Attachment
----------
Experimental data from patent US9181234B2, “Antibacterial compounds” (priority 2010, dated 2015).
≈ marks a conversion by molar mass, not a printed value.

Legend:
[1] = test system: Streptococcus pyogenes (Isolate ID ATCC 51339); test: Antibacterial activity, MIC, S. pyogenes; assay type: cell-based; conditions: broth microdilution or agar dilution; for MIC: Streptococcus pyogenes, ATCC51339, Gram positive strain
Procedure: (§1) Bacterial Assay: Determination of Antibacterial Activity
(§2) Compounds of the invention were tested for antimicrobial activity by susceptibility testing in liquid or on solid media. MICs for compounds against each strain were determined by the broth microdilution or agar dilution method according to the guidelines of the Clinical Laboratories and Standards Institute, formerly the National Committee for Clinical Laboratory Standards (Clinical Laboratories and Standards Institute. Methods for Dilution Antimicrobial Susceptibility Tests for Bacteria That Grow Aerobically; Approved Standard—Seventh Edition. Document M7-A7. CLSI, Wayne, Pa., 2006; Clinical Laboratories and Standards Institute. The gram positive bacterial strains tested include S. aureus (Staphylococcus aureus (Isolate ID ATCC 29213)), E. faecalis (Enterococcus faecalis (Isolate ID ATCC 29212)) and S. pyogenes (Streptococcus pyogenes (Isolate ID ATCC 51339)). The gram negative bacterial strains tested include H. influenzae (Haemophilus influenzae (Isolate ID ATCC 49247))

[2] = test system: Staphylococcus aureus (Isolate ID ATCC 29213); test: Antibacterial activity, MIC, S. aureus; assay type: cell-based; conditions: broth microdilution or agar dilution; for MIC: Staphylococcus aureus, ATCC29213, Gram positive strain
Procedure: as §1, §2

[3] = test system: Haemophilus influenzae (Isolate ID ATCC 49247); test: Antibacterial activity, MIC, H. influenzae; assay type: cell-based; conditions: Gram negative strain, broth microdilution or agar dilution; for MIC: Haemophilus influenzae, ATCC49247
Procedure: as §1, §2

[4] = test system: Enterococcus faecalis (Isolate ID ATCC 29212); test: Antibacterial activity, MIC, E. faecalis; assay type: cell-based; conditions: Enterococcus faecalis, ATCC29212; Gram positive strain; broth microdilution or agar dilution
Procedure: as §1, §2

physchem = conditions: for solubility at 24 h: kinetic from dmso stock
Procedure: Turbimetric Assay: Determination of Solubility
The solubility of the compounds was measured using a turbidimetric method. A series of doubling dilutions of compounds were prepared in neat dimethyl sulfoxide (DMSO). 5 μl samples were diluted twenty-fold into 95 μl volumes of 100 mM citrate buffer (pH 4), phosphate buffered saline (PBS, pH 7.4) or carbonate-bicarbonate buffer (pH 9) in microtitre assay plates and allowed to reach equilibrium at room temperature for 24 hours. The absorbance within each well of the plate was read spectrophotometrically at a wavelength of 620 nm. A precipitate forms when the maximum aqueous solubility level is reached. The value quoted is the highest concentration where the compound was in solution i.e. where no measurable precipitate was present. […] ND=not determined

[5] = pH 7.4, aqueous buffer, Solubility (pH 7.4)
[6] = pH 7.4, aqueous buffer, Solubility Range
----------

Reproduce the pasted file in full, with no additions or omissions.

Experimental data from patent US9181234B2, “Antibacterial compounds” (priority 2010, dated 2015).
≈ marks a conversion by molar mass, not a printed value.

Legend:
[1] = test system: Streptococcus pyogenes (Isolate ID ATCC 51339); test: Antibacterial activity, MIC, S. pyogenes; assay type: cell-based; conditions: broth microdilution or agar dilution; for MIC: Streptococcus pyogenes, ATCC51339, Gram positive strain
Procedure: (§1) Bacterial Assay: Determination of Antibacterial Activity
(§2) Compounds of the invention were tested for antimicrobial activity by susceptibility testing in liquid or on solid media. MICs for compounds against each strain were determined by the broth microdilution or agar dilution method according to the guidelines of the Clinical Laboratories and Standards Institute, formerly the National Committee for Clinical Laboratory Standards (Clinical Laboratories and Standards Institute. Methods for Dilution Antimicrobial Susceptibility Tests for Bacteria That Grow Aerobically; Approved Standard—Seventh Edition. Document M7-A7. CLSI, Wayne, Pa., 2006; Clinical Laboratories and Standards Institute. The gram positive bacterial strains tested include S. aureus (Staphylococcus aureus (Isolate ID ATCC 29213)), E. faecalis (Enterococcus faecalis (Isolate ID ATCC 29212)) and S. pyogenes (Streptococcus pyogenes (Isolate ID ATCC 51339)). The gram negative bacterial strains tested include H. influenzae (Haemophilus influenzae (Isolate ID ATCC 49247))

[2] = test system: Staphylococcus aureus (Isolate ID ATCC 29213); test: Antibacterial activity, MIC, S. aureus; assay type: cell-based; conditions: broth microdilution or agar dilution; for MIC: Staphylococcus aureus, ATCC29213, Gram positive strain
Procedure: as §1, §2

[3] = test system: Haemophilus influenzae (Isolate ID ATCC 49247); test: Antibacterial activity, MIC, H. influenzae; assay type: cell-based; conditions: Gram negative strain, broth microdilution or agar dilution; for MIC: Haemophilus influenzae, ATCC49247
Procedure: as §1, §2

[4] = test system: Enterococcus faecalis (Isolate ID ATCC 29212); test: Antibacterial activity, MIC, E. faecalis; assay type: cell-based; conditions: Enterococcus faecalis, ATCC29212; Gram positive strain; broth microdilution or agar dilution
Procedure: as §1, §2

physchem = conditions: for solubility at 24 h: kinetic from dmso stock
Procedure: Turbimetric Assay: Determination of Solubility
The solubility of the compounds was measured using a turbidimetric method. A series of doubling dilutions of compounds were prepared in neat dimethyl sulfoxide (DMSO). 5 μl samples were diluted twenty-fold into 95 μl volumes of 100 mM citrate buffer (pH 4), phosphate buffered saline (PBS, pH 7.4) or carbonate-bicarbonate buffer (pH 9) in microtitre assay plates and allowed to reach equilibrium at room temperature for 24 hours. The absorbance within each well of the plate was read spectrophotometrically at a wavelength of 620 nm. A precipitate forms when the maximum aqueous solubility level is reached. The value quoted is the highest concentration where the compound was in solution i.e. where no measurable precipitate was present. […] ND=not determined

[5] = pH 7.4, aqueous buffer, Solubility (pH 7.4)
[6] = pH 7.4, aqueous buffer, Solubility Range